FAISALABAD, Pakistan — A prominent U.S.-based human rights group Friday released what it said was a recording of Pakistan's attorney general acknowledging that next week's national elections would be "massively" rigged.
Human Rights Watch said a journalist made the recording during a telephone interview with Attorney General Malik Qayyum when Qayyum took a second call without disconnecting the first, allowing his end of the second conversation to be overheard and recorded.
In the recording, Qayyum, Pakistan's top legal officer, can be heard advising the caller to accept a ticket he is being offered by an unidentified political party for a seat, Human Rights Watch said.
"They will massively rig to get their own people to win," Qayyum said, according to a transcript released by Human Rights Watch. "If you get a ticket from these guys, take it."
The potentially incendiary recording was made the day that elections were announced for Jan. 8, according to Human Rights Watch, which said the Urdu-language recording could be heard on its Web site, www.hrw.org. The polls for the national assembly and four provincial legislatures were postponed until this Monday after large-scale violence ignited by the Dec. 27 assassination of former prime minister Benazir Bhutto.
The recording was certain to add to widespread fears that the polls will be rigged in favor of the Pakistan Muslim League-Q, the party that supports the authoritarian and hugely unpopular president, Pervez Musharraf, a retired army general who seized power in a 1999 coup.
On Thursday, Musharraf warned the opposition that it must accept the outcome of Monday's voting, without resorting to massive street protests.
"Let there be no doubt that anyone will be allowed to resort to lawlessness in the garb of allegations about rigging in the elections," Musharraf was quoted as telling a seminar of government officials in Islamabad by the state-run Associated Press of Pakistan. "Let this serve as a warning to all those who think they can disturb the peace of the country. They will not be allowed. Do not test the resolve of the government."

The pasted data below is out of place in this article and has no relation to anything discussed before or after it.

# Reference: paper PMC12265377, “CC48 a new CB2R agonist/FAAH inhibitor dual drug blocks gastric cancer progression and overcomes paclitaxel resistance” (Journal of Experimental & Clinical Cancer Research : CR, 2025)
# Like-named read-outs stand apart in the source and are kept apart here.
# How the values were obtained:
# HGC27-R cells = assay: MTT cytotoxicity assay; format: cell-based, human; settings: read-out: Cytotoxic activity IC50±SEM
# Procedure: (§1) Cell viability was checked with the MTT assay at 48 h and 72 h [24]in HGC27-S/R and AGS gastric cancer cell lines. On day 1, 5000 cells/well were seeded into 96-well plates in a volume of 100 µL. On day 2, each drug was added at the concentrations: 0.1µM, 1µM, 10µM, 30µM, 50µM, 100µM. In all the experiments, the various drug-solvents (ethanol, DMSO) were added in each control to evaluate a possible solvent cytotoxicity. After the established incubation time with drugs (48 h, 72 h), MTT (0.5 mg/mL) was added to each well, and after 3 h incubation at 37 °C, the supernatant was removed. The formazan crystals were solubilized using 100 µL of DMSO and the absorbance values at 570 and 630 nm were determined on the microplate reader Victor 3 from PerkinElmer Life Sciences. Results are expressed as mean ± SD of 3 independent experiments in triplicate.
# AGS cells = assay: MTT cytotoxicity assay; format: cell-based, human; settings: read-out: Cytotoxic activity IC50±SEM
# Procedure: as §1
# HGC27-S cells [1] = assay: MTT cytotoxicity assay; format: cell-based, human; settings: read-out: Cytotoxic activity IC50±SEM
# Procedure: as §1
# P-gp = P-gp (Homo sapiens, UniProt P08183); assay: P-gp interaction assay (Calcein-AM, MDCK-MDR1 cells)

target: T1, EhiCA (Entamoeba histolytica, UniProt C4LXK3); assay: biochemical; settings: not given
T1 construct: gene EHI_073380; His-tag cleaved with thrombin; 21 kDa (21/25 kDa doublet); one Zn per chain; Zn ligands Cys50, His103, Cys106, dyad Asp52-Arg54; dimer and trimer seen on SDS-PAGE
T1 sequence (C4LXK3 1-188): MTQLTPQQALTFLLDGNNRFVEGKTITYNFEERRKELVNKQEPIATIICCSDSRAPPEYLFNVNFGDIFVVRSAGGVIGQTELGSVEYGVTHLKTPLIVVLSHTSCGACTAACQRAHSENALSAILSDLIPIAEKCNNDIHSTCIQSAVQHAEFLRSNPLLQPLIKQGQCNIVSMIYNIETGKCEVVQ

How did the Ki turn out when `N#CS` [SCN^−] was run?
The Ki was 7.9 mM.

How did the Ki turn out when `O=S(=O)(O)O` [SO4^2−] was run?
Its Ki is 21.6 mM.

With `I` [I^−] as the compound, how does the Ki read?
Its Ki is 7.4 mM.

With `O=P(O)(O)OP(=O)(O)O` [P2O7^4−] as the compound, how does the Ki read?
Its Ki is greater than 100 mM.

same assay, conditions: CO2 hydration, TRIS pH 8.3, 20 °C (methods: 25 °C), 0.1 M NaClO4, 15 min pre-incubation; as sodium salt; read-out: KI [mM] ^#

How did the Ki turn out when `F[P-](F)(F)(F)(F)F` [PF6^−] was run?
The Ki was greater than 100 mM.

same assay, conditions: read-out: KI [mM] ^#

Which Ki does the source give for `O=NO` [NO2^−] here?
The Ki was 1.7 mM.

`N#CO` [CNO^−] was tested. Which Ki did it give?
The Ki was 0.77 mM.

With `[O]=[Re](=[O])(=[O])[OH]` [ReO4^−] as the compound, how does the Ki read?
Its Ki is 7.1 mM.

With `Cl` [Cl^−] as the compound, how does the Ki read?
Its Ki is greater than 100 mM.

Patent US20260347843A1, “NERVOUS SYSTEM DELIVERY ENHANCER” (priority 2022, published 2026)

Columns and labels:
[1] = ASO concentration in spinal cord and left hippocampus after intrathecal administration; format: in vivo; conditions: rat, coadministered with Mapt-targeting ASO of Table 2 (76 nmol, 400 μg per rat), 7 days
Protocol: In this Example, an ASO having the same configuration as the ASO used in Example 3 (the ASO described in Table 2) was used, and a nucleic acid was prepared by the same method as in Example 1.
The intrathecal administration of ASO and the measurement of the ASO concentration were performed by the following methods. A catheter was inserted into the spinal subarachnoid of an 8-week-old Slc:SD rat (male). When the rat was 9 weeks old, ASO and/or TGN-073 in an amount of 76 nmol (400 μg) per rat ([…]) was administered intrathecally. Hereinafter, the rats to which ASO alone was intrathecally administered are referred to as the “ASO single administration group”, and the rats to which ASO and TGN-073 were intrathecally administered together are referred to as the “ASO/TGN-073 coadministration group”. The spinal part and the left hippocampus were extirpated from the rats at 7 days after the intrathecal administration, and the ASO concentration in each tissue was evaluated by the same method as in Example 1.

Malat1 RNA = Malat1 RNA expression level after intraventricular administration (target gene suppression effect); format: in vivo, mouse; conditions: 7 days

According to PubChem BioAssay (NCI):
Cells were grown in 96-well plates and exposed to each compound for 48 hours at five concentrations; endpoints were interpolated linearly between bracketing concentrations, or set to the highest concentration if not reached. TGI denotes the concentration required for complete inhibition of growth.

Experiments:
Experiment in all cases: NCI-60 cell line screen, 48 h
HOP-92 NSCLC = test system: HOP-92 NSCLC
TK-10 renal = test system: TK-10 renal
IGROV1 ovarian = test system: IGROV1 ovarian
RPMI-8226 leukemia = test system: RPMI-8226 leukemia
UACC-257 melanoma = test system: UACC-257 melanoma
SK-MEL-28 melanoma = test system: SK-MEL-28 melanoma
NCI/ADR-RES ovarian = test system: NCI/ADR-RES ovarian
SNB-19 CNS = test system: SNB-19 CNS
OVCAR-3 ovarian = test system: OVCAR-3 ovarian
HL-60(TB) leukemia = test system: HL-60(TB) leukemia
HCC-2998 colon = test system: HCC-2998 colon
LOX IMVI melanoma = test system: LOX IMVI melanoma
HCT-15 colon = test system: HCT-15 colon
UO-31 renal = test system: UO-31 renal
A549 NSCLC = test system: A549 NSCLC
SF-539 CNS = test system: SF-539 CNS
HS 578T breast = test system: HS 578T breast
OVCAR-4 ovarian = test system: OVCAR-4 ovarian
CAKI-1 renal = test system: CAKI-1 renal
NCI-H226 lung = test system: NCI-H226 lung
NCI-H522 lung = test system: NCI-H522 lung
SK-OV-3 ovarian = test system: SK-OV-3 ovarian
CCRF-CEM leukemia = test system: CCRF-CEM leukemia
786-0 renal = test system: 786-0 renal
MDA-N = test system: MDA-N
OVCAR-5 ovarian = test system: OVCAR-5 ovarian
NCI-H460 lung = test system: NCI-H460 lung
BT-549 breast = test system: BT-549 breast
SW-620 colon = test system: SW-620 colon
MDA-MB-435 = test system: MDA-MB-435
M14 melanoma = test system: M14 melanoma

"No agitation, anarchy or chaos can be acceptable," he said. "I assure you that the elections will be fair, free, and transparent and peaceful."
Fears that the polls will be fixed have been stoked by a series of public opinion surveys showing the Pakistan Peoples Party and other parties poised to capture enough seats to begin impeachment proceedings against Musharraf for controversial constitutional changes he imposed last year to extend his grip on power.
Musharraf's standing, and that of the Pakistan Muslim League-Q, also has been hurt by skyrocketing prices, shortages of electricity, gas and wheat, a failure to contain the Islamic insurgency based in the tribal area bordering Afghanistan and Pakistan's support for the Bush administration's fight against al Qaida.
"There have been numerous allegations of irregularities, including arrests and harassment of opposition candidates and party members. There are also allegations that state resources, administration, and state machinery are being used to the advantage of candidates backed by President Pervez Musharraf," Human Rights Watch said in a statement.
Human Rights Watch said it had tried repeatedly to contact Qayyum, a staunch supporter of Musharraf, but had been unable to reach him.
In Washington on Friday, State Department spokesman Sean McCormack said he was not familiar with the Human Rights Watch report. But he said the Bush administration has stressed to the Musharraf government that " the Pakistani people should have a reasonable degree of assurance that their ballot will in fact be reflected in the results."
"Look, you know, there have been in the past irregularities within the Pakistani electoral process," McCormack said.
On Thursday, the widower of assassinated former Prime Minister Benazir Bhutto, Asif Ali Zadari, held a final campaign rally in the same dusty park where his wife gave her first political address in 1977.
Security was intense, reflecting a surge in suicide bombings that's included attacks on opposition campaign rallies. Police sharpshooters scanned the crowds from rooftops and black-clad commandos stood among scores of security men deployed around the stage.
The stage itself was set far back from fences of steel scaffolding and barbed wire that restrained the flag- and banner-waving crowd of about 6,000. Zadari spoke from behind a podium made of bulletproof glass and steel.
Without mentioning Musharraf by name, Zardari, who assumed joint chairmanship of the party with his son after Bhutto's slaying, said that it was time "to change our system."
"Benazir was a martyr. She believed in you, in the brothers and sisters, and I also believe in you," he proclaimed.